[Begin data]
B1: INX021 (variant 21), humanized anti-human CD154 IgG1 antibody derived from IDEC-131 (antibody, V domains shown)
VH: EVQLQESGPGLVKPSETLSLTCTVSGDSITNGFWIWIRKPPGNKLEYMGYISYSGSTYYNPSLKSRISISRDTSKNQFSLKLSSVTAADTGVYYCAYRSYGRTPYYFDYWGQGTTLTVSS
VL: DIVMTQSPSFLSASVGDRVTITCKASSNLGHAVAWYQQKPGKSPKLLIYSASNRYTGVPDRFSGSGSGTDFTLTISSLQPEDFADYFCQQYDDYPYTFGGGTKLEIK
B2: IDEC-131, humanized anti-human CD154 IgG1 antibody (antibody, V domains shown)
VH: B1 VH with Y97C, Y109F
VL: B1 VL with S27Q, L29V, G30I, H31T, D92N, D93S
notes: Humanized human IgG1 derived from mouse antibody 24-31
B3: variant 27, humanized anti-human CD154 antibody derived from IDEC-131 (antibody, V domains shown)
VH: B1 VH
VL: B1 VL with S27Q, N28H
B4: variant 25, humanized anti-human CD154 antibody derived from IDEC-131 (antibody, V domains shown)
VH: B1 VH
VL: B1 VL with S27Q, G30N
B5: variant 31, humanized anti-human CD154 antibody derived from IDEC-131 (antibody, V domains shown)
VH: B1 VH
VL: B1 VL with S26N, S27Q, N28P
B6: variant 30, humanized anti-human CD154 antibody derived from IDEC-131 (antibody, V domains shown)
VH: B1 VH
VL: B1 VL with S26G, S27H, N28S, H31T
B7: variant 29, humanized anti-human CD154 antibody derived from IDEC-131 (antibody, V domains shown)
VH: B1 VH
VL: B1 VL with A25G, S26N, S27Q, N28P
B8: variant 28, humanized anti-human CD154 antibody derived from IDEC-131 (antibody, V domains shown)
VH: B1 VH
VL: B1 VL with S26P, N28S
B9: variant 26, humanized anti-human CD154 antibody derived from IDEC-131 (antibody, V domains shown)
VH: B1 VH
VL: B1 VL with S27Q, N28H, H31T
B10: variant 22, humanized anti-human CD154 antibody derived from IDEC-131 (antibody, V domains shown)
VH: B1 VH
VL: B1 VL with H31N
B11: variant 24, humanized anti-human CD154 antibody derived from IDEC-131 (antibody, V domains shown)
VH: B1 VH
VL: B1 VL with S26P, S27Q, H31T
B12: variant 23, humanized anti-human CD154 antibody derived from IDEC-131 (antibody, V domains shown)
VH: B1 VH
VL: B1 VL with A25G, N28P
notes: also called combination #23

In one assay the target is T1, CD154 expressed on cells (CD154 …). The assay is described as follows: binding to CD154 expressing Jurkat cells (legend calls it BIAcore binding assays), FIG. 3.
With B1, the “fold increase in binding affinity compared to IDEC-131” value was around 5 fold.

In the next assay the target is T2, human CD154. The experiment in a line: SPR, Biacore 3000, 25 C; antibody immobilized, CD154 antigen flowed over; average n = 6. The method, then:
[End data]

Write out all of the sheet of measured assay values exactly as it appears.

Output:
B1: INX021 (variant 21), humanized anti-human CD154 IgG1 antibody derived from IDEC-131 (antibody, V domains shown)
VH: EVQLQESGPGLVKPSETLSLTCTVSGDSITNGFWIWIRKPPGNKLEYMGYISYSGSTYYNPSLKSRISISRDTSKNQFSLKLSSVTAADTGVYYCAYRSYGRTPYYFDYWGQGTTLTVSS
VL: DIVMTQSPSFLSASVGDRVTITCKASSNLGHAVAWYQQKPGKSPKLLIYSASNRYTGVPDRFSGSGSGTDFTLTISSLQPEDFADYFCQQYDDYPYTFGGGTKLEIK
B2: IDEC-131, humanized anti-human CD154 IgG1 antibody (antibody, V domains shown)
VH: B1 VH with Y97C, Y109F
VL: B1 VL with S27Q, L29V, G30I, H31T, D92N, D93S
notes: Humanized human IgG1 derived from mouse antibody 24-31
B3: variant 27, humanized anti-human CD154 antibody derived from IDEC-131 (antibody, V domains shown)
VH: B1 VH
VL: B1 VL with S27Q, N28H
B4: variant 25, humanized anti-human CD154 antibody derived from IDEC-131 (antibody, V domains shown)
VH: B1 VH
VL: B1 VL with S27Q, G30N
B5: variant 31, humanized anti-human CD154 antibody derived from IDEC-131 (antibody, V domains shown)
VH: B1 VH
VL: B1 VL with S26N, S27Q, N28P
B6: variant 30, humanized anti-human CD154 antibody derived from IDEC-131 (antibody, V domains shown)
VH: B1 VH
VL: B1 VL with S26G, S27H, N28S, H31T
B7: variant 29, humanized anti-human CD154 antibody derived from IDEC-131 (antibody, V domains shown)
VH: B1 VH
VL: B1 VL with A25G, S26N, S27Q, N28P
B8: variant 28, humanized anti-human CD154 antibody derived from IDEC-131 (antibody, V domains shown)
VH: B1 VH
VL: B1 VL with S26P, N28S
B9: variant 26, humanized anti-human CD154 antibody derived from IDEC-131 (antibody, V domains shown)
VH: B1 VH
VL: B1 VL with S27Q, N28H, H31T
B10: variant 22, humanized anti-human CD154 antibody derived from IDEC-131 (antibody, V domains shown)
VH: B1 VH
VL: B1 VL with H31N
B11: variant 24, humanized anti-human CD154 antibody derived from IDEC-131 (antibody, V domains shown)
VH: B1 VH
VL: B1 VL with S26P, S27Q, H31T
B12: variant 23, humanized anti-human CD154 antibody derived from IDEC-131 (antibody, V domains shown)
VH: B1 VH
VL: B1 VL with A25G, N28P
notes: also called combination #23

In one assay the target is T1, CD154 expressed on cells (CD154 …). The assay is described as follows: binding to CD154 expressing Jurkat cells (legend calls it BIAcore binding assays), FIG. 3.
With B1, the “fold increase in binding affinity compared to IDEC-131” value was around 5 fold.

In the next assay the target is T2, human CD154. The experiment in a line: SPR, Biacore 3000, 25 C; antibody immobilized, CD154 antigen flowed over; average n = 6. The method, then: